USAID_Feed the Future Bangladesh_Quarterly Progress Report_Jan 2022 - Mar 2022

USAID_Feed the Future Bangladesh_Quarterly Progress Report_Jan 2022 - Mar 2022
The Feed the Future Bangladesh Aquaculture and Nutrition Activity (Aquaculture Activity) is a USD 24.5 million, five-year assistance program, awarded to WorldFish on February 6, 2018, which is expected to continue until February 5, 2023. Aquaculture Activity aims to improve the livelihoods of at least 400,000 beneficiaries, including smallholder fish farmers and other actors in the aquaculture value chain. The interventions put emphasis on cross fertilizing knowledge, and sharing expertise so that the skills of the actors are developed, facilitating sustainable growth in the market. The Activity is being implemented by engaging partners from both private and public sectors located at 21 south-western districts and 2 south-eastern districts of Bangladesh, which are known as Feed the Future Zone of Influence (ZOI) and Zone of Resilience (ZOR), respectively. A key activity that has started to yield results this quarter is a large scale study undertaken by the program to investigate and document evidence of systemic change that has occurred as a result of its facilitation work in the aquaculture value chain. The study is being conducted at three different tiers: (1) implementing partners (IPs), (2) service providers and agents, and (3) farmers/beneficiaries. The first stage of the study, consisting of the IPs, has been completed and it is revealed that 63% of the IPs were satisfied with the changes they integrated in their business models with support from Aquaculture Activity, 30% were highly satisfied and 9% were moderately satisfied. None of the partners said they were dissatisfied with the performance of the intervention. Highest percentage (54%) of IPs said that their customers were satisfied with the service they extended while 41% were highly satisfied and the rests (4%) were not fully satisfied. All the partners confirmed that the intervention introduced some kind of innovation/transformation to their business, while 72% said that they have made autonomous changes to their business model since it was piloted with Aquaculture Activity assistance (Annex 1). This is an important indicator of systemic change, showing that the private sector partners are taking ownership over their business model and are likely to continue with them without further support from Aquaculture Activity. This study is therefore indicating the effectiveness of a Market Systems approach to strengthening the aqauaculture sector in Bangladesh. A significant and evolving challenge to the continuing success of all program work has to be the impact of the ongoing war in Ukraine on the cost of food, fuel, and raw materials, particularly agricultural inputs. In poor households, the purchase of such items consumes most available income, and so, with little if any savings or affordable credit available to families in rural aquaculture communities, their resilience to these economic shocks will be very limited. As most of Aquaculture Activity’s work involves supporting more effective commercial interaction between the private sector and aquaculture farmers it is likely that this will be impacted by these challenges of higher commodity prices, and so the program will continue to closely engage with its partners to understand any need to re-focus activities in response to such pressures. For example, it may be pertinent to review training materials for farmers to support the use of less expensive locally produced feed rather than continuing to drive adoption of commercial products which may be becoming unaffordable in a market where consumer demand for fish will also be impacted by the same factors of price inflation. In the next quarter, Aquaculture Activity will continue to leverage on its knowledge of the aquaculture value chain in order to respond where necessary to the effects of this conflict on beneficiaries’livelihoods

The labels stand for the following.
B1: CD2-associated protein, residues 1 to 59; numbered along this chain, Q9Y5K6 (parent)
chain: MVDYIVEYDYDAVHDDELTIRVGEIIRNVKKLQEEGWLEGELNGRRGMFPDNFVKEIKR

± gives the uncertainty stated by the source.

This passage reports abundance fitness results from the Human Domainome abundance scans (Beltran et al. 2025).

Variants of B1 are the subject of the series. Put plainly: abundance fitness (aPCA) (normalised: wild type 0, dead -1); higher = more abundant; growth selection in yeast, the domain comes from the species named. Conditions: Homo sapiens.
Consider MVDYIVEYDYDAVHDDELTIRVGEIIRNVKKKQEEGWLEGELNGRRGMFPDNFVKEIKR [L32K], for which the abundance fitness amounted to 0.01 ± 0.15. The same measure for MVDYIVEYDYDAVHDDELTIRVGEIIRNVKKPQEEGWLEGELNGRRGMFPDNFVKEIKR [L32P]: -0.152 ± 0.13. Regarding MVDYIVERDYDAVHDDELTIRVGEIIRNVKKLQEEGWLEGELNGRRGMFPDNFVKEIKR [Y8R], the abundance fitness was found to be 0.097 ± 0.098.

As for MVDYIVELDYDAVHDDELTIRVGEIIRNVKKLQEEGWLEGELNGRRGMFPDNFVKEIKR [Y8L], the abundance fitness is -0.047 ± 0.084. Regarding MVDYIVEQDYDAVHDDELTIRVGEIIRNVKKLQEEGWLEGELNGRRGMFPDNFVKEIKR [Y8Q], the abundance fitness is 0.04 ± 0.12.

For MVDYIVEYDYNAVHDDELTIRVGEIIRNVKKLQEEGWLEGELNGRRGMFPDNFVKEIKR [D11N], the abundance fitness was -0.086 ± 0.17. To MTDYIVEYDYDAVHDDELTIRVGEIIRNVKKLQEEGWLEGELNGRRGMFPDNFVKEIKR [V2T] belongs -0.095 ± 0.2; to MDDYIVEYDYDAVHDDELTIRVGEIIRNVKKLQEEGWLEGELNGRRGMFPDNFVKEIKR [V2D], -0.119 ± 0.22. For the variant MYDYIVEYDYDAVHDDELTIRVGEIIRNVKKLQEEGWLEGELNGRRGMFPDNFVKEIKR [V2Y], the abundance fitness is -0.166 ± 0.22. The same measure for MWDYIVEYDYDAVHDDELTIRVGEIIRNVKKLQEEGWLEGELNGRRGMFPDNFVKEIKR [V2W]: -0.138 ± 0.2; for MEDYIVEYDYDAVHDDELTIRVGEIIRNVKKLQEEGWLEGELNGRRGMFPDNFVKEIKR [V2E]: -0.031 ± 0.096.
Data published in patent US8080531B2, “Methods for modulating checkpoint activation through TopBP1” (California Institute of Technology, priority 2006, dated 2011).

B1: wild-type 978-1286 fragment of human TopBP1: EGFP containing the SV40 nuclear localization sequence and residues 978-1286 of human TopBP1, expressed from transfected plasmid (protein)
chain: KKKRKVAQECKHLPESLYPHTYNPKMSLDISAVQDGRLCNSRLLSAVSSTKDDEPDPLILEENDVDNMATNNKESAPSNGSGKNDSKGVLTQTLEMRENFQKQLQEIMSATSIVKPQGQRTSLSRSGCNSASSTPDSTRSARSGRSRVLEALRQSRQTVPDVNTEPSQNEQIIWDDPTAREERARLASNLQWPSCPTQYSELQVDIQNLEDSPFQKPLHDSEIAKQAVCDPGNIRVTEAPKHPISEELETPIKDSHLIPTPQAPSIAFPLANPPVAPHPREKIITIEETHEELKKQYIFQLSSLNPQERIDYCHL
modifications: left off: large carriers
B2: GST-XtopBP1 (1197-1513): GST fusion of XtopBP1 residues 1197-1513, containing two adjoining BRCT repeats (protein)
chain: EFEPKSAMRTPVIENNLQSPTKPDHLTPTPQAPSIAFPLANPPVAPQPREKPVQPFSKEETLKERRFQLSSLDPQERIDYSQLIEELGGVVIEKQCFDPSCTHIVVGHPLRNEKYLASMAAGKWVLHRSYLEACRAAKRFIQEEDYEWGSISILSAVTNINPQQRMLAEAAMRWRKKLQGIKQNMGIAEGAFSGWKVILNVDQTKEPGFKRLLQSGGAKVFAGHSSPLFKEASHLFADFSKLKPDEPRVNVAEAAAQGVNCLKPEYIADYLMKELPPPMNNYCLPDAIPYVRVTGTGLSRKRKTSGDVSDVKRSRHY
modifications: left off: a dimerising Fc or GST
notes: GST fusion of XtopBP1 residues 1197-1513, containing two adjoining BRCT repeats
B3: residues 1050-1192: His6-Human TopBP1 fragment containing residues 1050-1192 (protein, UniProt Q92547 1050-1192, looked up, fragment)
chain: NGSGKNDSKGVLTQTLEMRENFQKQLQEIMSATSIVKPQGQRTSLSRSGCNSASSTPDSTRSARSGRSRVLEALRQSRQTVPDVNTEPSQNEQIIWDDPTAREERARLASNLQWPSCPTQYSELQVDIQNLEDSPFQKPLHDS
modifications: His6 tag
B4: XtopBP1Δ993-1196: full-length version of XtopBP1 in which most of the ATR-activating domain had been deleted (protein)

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Research Themes